Surveyor Ben Sutcliffe-Davies has advice on how to avoid the major pitfalls when contemplating restoring a boat write-off

Taking on any boat write-off is not for the faint hearted; over the years I’ve seen a good mixture of fire damaged craft from basic galley fires to inverters, batteries and gas bottles going bang!

Insurance companies regularly write off boats for a mixture of reasons that are predominantly down to the cost of rebuilding and repairing.

Sometimes it’s obvious that no matter how much is spent on repairs, the vessel won’t be safe; that’s an important point to remember.

Generally, the worst write-offs are due to grounding damage and fire damage; careful assessment is essential.

First, TAKE OFF THE ROSE TINTED SPECTACLES and then find out all you can about the boat’s background and the circumstances surrounding the damage.

A man looking at a deck of a boat write-off

Decks can appear fine following a fire below, but it’s vital to check the underside, laminate and any reinforcements for weakness

A surveyor may have inspected the vessel for the insurance company, but these reports are rarely shared.

You will need your own survey to give you an idea of any structural weaknesses and what’s entailed to rebuild the craft.

With fire damage, gelcoat will blister and laminate can be seriously weakened from resin burning away and what’s left will go brittle.

Be aware that heat in a fire within a cabin goes upwards, so items like decks may not externally have any obvious damage, but the underside, laminate and any types of reinforcement, especially foam core, could be seriously weakened.

Think carefully about what you can afford.

A surveyor wearing glasses using a hammer on the keel of a boat

If the surveyor recommends you walk away from a boat, it’s probably best to listen. Credit: Geoff Moore/Dorset Media Service

When looking at a rebuilding project, be realistic about costs and factor in the financial implications of any worst case scenarios, like the need to replace the engine, rigs, sails, and mast.

Consider the market value of your vessel when you’ve finished the work; I frequently see so-called bargain boats at the end of a rebuild, which have cost more to repair than comparative craft which haven’t been written off.

Remember, the cost of repair is why insurance companies regularly decide to write vessels off.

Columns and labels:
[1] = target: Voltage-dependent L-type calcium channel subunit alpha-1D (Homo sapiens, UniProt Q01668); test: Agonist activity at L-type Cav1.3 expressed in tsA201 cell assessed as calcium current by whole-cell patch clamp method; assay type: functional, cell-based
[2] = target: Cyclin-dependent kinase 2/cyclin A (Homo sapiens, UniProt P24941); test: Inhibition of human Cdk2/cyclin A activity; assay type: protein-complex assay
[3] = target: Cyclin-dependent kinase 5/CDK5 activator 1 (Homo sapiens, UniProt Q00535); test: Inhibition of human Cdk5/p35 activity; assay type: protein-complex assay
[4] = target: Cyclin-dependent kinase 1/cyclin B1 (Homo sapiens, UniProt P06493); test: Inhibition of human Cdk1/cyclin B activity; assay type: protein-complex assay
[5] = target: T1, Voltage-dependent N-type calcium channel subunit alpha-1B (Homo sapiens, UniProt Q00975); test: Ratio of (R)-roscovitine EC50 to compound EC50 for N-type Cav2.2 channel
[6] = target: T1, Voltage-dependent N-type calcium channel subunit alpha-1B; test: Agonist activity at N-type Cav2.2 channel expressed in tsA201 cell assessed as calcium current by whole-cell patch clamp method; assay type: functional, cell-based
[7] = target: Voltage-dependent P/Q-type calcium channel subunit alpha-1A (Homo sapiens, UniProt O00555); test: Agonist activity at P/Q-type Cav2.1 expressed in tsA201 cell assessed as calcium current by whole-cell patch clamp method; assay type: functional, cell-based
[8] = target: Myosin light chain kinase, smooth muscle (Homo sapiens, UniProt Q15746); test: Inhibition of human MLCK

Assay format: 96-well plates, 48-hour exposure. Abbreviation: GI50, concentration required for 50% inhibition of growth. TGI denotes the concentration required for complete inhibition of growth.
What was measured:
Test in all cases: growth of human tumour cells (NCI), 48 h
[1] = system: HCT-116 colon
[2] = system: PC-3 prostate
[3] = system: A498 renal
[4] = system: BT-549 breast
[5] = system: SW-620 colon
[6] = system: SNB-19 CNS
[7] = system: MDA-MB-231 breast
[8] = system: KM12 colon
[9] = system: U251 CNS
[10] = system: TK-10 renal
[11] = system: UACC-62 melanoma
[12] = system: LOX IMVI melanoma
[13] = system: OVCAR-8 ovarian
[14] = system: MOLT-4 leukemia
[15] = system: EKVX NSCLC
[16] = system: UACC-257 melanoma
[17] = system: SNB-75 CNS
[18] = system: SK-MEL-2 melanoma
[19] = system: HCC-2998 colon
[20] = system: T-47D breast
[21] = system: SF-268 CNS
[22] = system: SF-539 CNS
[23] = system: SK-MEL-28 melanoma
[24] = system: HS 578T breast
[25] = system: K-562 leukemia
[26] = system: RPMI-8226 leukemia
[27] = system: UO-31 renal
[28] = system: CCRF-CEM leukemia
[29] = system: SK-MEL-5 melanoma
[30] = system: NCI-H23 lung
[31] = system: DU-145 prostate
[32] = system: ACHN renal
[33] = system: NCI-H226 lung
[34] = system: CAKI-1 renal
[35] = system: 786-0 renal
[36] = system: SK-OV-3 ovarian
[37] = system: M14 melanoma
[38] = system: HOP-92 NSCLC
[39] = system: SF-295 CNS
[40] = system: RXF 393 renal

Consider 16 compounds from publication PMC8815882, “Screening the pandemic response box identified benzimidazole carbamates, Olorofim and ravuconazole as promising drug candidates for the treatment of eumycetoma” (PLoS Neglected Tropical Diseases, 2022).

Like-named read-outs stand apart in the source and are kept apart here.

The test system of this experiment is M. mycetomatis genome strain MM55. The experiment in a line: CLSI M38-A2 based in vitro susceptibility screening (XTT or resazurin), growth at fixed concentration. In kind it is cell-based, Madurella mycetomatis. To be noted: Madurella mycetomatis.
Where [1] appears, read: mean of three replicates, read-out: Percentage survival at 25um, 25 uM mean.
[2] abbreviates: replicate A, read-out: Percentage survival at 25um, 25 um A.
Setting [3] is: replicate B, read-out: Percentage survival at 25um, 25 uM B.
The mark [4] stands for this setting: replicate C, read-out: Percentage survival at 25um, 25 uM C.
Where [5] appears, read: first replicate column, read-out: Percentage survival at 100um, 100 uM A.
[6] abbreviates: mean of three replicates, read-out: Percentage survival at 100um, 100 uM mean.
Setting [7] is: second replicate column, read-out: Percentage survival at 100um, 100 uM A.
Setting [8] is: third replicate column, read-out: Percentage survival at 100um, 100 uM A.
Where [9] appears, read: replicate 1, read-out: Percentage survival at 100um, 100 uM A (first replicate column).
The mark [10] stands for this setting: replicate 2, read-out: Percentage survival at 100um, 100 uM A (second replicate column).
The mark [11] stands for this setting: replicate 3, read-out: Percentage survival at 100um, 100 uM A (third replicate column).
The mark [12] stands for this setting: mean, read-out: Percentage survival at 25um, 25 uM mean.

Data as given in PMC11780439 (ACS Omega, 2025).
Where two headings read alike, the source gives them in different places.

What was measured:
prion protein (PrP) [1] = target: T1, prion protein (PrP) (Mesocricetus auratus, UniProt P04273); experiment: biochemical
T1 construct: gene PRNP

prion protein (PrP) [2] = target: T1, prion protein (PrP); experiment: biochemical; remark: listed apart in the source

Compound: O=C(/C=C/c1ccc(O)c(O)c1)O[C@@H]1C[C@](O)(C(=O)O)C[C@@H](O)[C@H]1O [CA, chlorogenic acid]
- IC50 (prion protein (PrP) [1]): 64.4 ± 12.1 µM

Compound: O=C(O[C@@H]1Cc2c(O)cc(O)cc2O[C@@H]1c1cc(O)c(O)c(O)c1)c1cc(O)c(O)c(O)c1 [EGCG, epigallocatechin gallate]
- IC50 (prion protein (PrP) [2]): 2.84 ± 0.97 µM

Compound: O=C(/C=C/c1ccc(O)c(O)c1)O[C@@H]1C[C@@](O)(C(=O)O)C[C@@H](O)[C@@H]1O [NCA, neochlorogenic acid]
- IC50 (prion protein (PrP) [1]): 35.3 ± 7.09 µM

Ask yourself, is it safe?

Before investing what could be thousands of pounds, make sure your investment is viable and will result in a safe boat at the end of the project.

Do not hesitate in getting proper advice from a marine surveyor and see if he or she is interested in being involved in periodic inspections and documenting the repairs, which will help in getting insurance for the boat. If the surveyor says don’t… do take their advice.

What an insurance company says

A spokesperson from insurers Haven Knox-Johnston has this advice:

‘When a boat has been classified as an insurance write-off and the owner intends to restore it to a seaworthy condition, several factors will arise regarding the process of reinsuring the vessel.

Haven Knox-Johnston’s ability to provide boat insurance coverage would depend on the specific circumstances of the claim and whether the vessel was originally insured with us.

Continues below…

If a vessel has experienced a total loss, such as a gas explosion, we would require a new comprehensive dry survey and valuation to determine its insurability. The comments and assessment of the surveyor would play a crucial role in this determination.

Depending on the extent of the damage, we may also consider offering Third Party Only cover as an alternative option.

While the vessel is undergoing restoration, we might be able to offer a laid-up ashore builder’s risk policy.

This policy would provide coverage for the vessel at its market value, but it would necessitate a thorough dry survey and valuation before the vessel is relaunched.

However, it’s important to note this option is typically reserved for our existing insured clients, where we have a good understanding of the claim and the owner’s experience’.

Enjoyed reading What to consider when restoring a boat write-off?

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